Restoring Land, Creating Affordable Housing Gateways

Affordable housing in Washington state is at a crossroads. In urban areas close to transit competition is increasingly fierce to find low-cost housing for rent. This is not simply a Seattle story. It is happening across the state in Tacoma, Ellensburg, Bellingham, and Spokane. In parallel to those who seek affordable housing to live, there are also great challenges for those seeking to build it.

Affordable housing developers diligently hunt for multi-lot parcels with access to amenities and transit that can be transformed into work-force housing. Yet, the available parcels in prime locations are often vacant for a reason. They are likely burdened by environmental contamination in soil and groundwater– often from former gas station and dry cleaners —and the complex and costly regulatory requirements to clean it up.

These properties can be perceived as “not available” to the affordable housing community because the costs even just to get to shovel ready are too high. Unable to compete against the deeper pockets of private developers, non-profit housing developers pass on blighted sites as too risky, too costly, and too difficult to get to the finish line.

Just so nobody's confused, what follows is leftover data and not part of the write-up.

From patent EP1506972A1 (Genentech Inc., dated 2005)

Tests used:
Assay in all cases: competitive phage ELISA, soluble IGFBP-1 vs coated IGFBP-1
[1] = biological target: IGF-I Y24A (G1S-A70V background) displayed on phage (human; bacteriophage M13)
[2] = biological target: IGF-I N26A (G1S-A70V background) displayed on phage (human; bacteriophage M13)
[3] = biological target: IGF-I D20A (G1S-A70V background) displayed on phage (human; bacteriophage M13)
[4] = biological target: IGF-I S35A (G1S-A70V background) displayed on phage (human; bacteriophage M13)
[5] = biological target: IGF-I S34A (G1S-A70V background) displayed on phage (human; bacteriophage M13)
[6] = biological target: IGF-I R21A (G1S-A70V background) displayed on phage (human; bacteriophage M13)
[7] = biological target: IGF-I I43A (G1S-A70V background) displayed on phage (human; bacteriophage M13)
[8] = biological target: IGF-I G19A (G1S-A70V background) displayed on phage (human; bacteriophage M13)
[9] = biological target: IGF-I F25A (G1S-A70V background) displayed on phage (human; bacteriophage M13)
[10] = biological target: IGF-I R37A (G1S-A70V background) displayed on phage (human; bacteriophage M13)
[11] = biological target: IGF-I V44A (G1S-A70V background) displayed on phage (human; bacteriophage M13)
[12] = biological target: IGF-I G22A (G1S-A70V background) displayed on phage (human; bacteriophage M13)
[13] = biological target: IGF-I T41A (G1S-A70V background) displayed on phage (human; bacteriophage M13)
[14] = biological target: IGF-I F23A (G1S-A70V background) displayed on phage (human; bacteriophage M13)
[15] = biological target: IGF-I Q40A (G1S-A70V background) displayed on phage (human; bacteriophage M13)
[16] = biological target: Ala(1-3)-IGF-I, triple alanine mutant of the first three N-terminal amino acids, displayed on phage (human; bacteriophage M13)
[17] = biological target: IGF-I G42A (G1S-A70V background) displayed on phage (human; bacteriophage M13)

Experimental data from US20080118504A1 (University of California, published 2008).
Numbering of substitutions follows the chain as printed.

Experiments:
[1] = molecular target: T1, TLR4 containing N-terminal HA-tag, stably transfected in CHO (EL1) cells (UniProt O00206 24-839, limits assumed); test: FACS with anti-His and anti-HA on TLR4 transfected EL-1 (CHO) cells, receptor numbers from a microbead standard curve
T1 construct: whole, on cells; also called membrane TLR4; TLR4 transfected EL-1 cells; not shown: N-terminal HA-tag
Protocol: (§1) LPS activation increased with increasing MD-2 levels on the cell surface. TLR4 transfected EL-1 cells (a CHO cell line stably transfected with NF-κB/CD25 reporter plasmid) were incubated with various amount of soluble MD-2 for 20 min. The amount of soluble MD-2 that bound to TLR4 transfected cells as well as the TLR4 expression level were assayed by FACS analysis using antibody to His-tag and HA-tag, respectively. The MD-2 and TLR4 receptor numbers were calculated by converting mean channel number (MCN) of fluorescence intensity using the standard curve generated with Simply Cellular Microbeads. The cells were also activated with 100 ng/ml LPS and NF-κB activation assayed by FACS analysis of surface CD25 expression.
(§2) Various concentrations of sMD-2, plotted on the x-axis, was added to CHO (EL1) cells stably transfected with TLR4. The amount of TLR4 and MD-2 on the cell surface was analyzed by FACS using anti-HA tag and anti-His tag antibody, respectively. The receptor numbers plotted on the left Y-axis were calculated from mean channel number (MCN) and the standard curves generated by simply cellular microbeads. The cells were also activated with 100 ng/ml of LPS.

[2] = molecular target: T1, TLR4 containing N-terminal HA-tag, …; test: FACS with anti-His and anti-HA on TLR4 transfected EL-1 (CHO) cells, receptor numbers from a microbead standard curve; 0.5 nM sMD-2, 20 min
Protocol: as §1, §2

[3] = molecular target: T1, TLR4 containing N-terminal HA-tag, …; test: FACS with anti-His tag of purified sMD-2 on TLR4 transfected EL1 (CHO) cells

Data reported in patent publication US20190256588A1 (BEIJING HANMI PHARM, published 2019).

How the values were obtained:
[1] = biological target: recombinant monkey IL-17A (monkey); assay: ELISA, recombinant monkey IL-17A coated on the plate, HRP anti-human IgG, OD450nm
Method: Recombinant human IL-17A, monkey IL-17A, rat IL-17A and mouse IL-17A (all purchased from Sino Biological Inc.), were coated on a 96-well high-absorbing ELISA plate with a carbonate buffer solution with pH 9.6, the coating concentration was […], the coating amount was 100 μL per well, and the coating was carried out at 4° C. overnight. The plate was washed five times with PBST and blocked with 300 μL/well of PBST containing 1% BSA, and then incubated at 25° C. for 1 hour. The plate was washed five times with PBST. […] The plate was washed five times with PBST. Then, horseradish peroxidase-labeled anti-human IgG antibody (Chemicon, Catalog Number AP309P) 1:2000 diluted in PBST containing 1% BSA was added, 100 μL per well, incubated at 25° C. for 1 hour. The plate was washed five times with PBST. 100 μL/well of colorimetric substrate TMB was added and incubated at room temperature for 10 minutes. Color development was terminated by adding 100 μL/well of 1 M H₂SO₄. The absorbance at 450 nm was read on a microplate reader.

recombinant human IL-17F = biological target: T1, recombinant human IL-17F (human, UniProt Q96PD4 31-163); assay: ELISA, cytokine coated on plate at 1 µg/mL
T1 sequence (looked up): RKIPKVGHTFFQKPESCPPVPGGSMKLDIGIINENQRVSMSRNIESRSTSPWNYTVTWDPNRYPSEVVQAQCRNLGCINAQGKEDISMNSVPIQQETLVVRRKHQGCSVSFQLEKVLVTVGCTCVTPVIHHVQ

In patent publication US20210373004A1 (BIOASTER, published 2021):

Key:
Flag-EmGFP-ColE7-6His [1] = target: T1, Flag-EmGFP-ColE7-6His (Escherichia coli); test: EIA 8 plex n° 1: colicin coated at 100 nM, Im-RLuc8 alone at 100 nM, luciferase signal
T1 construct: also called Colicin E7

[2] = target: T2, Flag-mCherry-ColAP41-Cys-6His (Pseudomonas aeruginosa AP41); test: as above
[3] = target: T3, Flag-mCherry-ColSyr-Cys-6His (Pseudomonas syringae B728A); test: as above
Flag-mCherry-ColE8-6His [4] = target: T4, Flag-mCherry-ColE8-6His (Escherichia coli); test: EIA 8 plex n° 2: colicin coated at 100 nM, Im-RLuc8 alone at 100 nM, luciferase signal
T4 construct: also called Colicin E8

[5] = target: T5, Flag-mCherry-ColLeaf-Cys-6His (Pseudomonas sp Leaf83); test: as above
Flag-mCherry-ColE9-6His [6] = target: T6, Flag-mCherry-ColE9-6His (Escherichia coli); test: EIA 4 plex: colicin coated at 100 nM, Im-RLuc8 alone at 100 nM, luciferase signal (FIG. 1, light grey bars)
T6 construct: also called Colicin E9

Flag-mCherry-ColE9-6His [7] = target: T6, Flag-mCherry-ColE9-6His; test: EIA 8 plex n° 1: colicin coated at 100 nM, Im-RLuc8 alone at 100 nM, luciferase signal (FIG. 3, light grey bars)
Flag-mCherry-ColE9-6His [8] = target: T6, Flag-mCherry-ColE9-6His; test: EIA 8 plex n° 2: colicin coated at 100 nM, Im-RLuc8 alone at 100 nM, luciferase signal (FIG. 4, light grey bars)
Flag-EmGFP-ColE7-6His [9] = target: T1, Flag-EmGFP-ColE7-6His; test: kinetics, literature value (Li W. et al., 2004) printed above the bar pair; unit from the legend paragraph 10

However, recent success stories— led by non-profit housing developers and a unique team of scientists and legal experts — have pioneered an approach that creates new funding opportunities for these projects, supported by state-backed grants. The result of this is a model for transforming and restoring prime urban sites into affordable housing communities. And all while managing cost and risk effectively.


Artist’s Before/After rendering of the Mt. Baker neighborhood Affordable Housing project in South Seattle. Remedial investigation is happening now to plan and then clean up historical gas and dry cleaner contamination and set the stage for construction of 160+ affordable housing units across the street from the Mount Baker Light Rail station.

Brownfield projects are not new of course. However, several brownfield projects in south Seattle are using an innovative, first-of-its-kind approach to turn such properties into affordable/work-force housing. Understand more about these projects, past discussions on this approach, and the state’s new Healthy Housing Remediation Program here:

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Contact Principal Geologist Dave Cook to learn more about transforming brownfield sites into affordable housing community gateways.